The Regional Health Agency has launched the 2024 mosquito surveillance and control season, updates in Limousin

The Nouvelle-Aquitaine Regional Health Agency continues to monitor and fight against the progression of the tiger mosquito in the region. In Limousin, it has been established for several years in Haute-Vienne and Corrèze.

The Regional Health Agency has launched the 2024 season for monitoring and combating the tiger mosquito in New Aquitaine, the progression of which continues in France, and particularly in Limousin. The monitoring season began on May 1 and will continue until November 30.

The animal is now present in 78 departments, including 920 municipalities in New Aquitaine (i.e. 21% of the total municipalities and 64% of the neo-Aquitaine population). That is an increase of 195 communes colonized in one year.

Located in Corrèze and Haute-Vienne

In Limousinthe tiger mosquito has decided to establish itself in Haute-Vienne and Corrèze. Only the Creusois are spared from its presence.

Since 2017, the Corrèze is classified as a colonized department, due to a confirmed establishment in Liourdres and Beaulieu-sur-Dordogne in 2016, then in Altillac, Astaillac and Brive-la-Gaillarde in 2017. Today, 26 communes of Corrèze are known as being colonized by the tiger mosquito (versus 17 municipalities at the end of 2022), i.e. 9% of the 279 municipalities in Corrèze (6% at the end of 2022). 47% of the Corrèze population is confronted with the presence of this mosquito (40% at the end of 2022).

Haute-Vienne was classified as a colonized department in 2020, due to a confirmed establishment in the commune of Saint-Yrieix-la-Perche in August 2020. In September 2022, the commune of Palais-sur-Vienne was declared as colonized and in 2023, 5 municipalities have been added to the list: Aixe-sur-Vienne, Limoges, Panazol, Oradour-sur-Glane and Saint-Junien.

Beware of the risk of transmission

In addition to the undeniable nuisance it causes, it is imperative to combat the presence of the tiger mosquito because of the epidemic risk it represents. Indeed, it is a potential “vector” of dengue, chikungunya and zika viruses. If the tiger mosquito bites a sick person, it can transmit the virus by biting other people.

The ARS recalls that the current epidemiological context (dengue epidemics, particularly in the Antilles and South America) is the cause of a very large number of imported cases since the start of the year. All of this reminds us that the movement of people due to the organization of the Paris Olympic Games makes the occurrence of indigenous cases in New Aquitaine all the more likely. The 2024 action plan to combat vector-borne diseases has therefore also been launched in New Aquitaine.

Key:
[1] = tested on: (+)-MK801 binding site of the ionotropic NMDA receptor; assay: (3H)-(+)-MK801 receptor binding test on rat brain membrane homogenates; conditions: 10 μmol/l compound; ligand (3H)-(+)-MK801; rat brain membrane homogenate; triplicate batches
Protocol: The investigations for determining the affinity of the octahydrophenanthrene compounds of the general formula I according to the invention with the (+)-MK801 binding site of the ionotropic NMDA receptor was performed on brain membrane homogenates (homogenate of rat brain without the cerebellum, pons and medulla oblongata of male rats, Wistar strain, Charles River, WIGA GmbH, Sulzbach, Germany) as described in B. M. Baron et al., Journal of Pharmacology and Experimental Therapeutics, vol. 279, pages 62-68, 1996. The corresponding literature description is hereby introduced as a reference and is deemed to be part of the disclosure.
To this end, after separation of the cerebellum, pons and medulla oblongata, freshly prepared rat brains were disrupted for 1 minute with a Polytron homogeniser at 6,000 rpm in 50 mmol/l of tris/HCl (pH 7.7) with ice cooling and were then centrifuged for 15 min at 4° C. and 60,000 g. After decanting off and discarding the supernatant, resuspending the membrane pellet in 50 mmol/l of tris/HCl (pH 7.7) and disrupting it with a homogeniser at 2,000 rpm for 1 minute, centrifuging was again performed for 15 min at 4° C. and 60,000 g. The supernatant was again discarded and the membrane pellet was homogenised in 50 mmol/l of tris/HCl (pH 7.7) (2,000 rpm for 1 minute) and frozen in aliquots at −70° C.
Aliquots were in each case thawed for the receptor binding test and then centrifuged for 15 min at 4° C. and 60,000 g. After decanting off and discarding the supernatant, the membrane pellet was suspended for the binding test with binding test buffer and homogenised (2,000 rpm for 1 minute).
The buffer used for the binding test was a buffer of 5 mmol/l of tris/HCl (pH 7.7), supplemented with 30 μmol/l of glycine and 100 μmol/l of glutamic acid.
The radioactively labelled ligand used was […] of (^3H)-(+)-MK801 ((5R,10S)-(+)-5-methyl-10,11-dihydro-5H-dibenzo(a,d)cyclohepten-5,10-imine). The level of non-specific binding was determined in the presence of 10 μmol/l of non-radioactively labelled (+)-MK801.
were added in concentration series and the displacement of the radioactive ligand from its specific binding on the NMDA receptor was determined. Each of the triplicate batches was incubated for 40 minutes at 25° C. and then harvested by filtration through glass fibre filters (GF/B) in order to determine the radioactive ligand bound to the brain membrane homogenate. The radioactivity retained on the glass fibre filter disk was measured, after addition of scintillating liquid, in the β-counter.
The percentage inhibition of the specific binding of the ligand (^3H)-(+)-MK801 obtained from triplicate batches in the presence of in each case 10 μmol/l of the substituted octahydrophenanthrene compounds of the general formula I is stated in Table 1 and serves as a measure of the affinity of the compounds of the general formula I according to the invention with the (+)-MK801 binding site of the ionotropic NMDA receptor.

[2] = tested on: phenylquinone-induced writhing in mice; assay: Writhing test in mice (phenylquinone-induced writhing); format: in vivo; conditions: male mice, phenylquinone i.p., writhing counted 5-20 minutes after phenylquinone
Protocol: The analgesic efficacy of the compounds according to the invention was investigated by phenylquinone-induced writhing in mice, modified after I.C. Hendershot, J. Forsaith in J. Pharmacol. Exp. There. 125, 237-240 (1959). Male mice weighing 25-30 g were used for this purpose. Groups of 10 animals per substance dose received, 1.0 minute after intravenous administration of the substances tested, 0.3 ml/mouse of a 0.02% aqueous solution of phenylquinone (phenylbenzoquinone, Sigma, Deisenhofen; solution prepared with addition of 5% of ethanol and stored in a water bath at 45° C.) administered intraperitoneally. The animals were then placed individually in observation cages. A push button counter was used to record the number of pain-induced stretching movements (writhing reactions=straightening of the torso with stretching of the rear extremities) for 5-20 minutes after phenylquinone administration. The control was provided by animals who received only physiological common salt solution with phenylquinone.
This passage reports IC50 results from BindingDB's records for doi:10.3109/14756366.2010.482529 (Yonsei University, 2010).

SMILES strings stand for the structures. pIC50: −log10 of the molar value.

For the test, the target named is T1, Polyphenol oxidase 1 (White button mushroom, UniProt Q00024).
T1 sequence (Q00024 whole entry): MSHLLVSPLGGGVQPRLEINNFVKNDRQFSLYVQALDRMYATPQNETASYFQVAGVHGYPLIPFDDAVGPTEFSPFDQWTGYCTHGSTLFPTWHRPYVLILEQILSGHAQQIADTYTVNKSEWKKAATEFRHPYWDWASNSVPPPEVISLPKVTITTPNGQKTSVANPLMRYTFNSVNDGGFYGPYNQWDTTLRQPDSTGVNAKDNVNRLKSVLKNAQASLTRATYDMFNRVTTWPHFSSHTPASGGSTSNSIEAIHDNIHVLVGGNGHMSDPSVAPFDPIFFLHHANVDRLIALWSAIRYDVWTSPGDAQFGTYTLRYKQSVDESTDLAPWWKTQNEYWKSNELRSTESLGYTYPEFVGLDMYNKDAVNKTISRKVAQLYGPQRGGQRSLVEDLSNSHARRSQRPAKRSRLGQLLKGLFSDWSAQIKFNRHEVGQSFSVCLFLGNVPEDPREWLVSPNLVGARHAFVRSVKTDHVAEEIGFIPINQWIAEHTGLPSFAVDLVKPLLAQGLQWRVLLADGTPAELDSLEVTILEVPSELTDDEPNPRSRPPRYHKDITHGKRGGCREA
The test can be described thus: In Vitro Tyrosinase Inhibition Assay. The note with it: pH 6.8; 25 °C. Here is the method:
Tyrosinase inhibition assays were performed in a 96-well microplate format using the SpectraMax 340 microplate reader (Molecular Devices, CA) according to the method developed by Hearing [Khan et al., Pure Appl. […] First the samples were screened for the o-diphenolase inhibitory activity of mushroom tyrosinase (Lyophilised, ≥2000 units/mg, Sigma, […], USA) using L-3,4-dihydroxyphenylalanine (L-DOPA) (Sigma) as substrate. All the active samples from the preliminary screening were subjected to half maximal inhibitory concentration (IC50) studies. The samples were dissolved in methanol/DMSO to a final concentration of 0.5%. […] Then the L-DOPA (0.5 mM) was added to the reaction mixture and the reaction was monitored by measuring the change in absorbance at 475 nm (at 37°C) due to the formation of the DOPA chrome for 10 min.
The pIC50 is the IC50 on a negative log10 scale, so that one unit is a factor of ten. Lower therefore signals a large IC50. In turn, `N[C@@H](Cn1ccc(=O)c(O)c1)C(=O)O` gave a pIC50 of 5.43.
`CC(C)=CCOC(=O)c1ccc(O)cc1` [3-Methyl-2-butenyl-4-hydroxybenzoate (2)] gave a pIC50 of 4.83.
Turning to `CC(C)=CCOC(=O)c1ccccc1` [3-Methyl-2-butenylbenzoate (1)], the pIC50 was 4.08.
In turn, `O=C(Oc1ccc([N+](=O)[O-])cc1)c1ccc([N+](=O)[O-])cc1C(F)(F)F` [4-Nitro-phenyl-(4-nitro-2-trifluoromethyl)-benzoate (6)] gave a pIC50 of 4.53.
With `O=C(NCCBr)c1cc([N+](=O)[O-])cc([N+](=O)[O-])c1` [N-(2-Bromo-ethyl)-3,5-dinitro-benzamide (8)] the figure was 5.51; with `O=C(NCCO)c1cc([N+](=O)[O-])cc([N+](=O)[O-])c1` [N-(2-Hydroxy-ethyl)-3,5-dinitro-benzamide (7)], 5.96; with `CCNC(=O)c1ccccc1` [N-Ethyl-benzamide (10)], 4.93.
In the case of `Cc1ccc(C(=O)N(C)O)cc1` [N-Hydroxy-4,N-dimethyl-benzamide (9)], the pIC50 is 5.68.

186 cases of dengue and 4 cases of chikungunya

In 2023, 186 cases of dengue and 4 cases of chikungunya were reported and investigated in Nouvelle-Aquitaine (2019 cases of dengue, 30 cases of chikungunya and 9 cases of zika throughout France). Thanks to the measures implemented, no indigenous cases of disease transmitted by the tiger mosquito have been recorded in New Aquitaine.

Entomological monitoring (of mosquito populations) is also carried out in the region by five operators commissioned by the ARS Nouvelle-Aquitaine: Altopictus, Qualyse, the TERANA Creuse laboratory, the Dordogne departmental laboratory and the Charente-Maritime department. .

Under the leadership of the ARS, these operators also carry out awareness-raising and training activities for local authority agents so that they relay information to the population and thus make it possible to identify and eliminate larval breeding sites in public space.

How to fight the tiger mosquito?

By removing or emptying all containers and objects that can retain water of rain to prevent the tiger mosquito from laying eggs and proliferating. The female lays eggs in very small quantities of water, mainly in our gardens: the equivalent of a spilled cork is enough for her. She can lay up to 200 eggs every 12 days.

The tiger mosquito continues to gain ground in Haute-Vienne

Should we be afraid of the tiger mosquito which is colonizing France from south to north?

“We no longer do anything outside”: how the tiger mosquito rots them in summer

Emilie Montalban

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